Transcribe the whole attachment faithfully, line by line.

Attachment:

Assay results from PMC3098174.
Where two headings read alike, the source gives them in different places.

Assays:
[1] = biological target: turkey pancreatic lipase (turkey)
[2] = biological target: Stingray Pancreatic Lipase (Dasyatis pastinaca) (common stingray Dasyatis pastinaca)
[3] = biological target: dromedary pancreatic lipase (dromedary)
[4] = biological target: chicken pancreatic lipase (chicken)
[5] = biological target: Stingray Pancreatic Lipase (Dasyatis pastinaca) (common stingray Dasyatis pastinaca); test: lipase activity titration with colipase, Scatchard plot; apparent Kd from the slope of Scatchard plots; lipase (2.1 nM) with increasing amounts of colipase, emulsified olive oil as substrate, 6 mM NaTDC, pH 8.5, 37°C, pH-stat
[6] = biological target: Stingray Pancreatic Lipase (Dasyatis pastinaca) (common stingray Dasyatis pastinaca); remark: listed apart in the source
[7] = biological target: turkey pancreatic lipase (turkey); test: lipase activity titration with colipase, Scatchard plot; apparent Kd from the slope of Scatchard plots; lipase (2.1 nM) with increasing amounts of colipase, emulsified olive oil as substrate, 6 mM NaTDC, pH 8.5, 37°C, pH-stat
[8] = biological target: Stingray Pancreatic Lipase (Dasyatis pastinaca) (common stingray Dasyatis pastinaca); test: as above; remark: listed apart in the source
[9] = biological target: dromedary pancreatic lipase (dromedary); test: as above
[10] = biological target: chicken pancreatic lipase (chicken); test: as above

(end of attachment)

Assay results from PMC3098174.
Where two headings read alike, the source gives them in different places.

Assays:
[1] = biological target: turkey pancreatic lipase (turkey)
[2] = biological target: Stingray Pancreatic Lipase (Dasyatis pastinaca) (common stingray Dasyatis pastinaca)
[3] = biological target: dromedary pancreatic lipase (dromedary)
[4] = biological target: chicken pancreatic lipase (chicken)
[5] = biological target: Stingray Pancreatic Lipase (Dasyatis pastinaca) (common stingray Dasyatis pastinaca); test: lipase activity titration with colipase, Scatchard plot; apparent Kd from the slope of Scatchard plots; lipase (2.1 nM) with increasing amounts of colipase, emulsified olive oil as substrate, 6 mM NaTDC, pH 8.5, 37°C, pH-stat
[6] = biological target: Stingray Pancreatic Lipase (Dasyatis pastinaca) (common stingray Dasyatis pastinaca); remark: listed apart in the source
[7] = biological target: turkey pancreatic lipase (turkey); test: lipase activity titration with colipase, Scatchard plot; apparent Kd from the slope of Scatchard plots; lipase (2.1 nM) with increasing amounts of colipase, emulsified olive oil as substrate, 6 mM NaTDC, pH 8.5, 37°C, pH-stat
[8] = biological target: Stingray Pancreatic Lipase (Dasyatis pastinaca) (common stingray Dasyatis pastinaca); test: as above; remark: listed apart in the source
[9] = biological target: dromedary pancreatic lipase (dromedary); test: as above
[10] = biological target: chicken pancreatic lipase (chicken); test: as above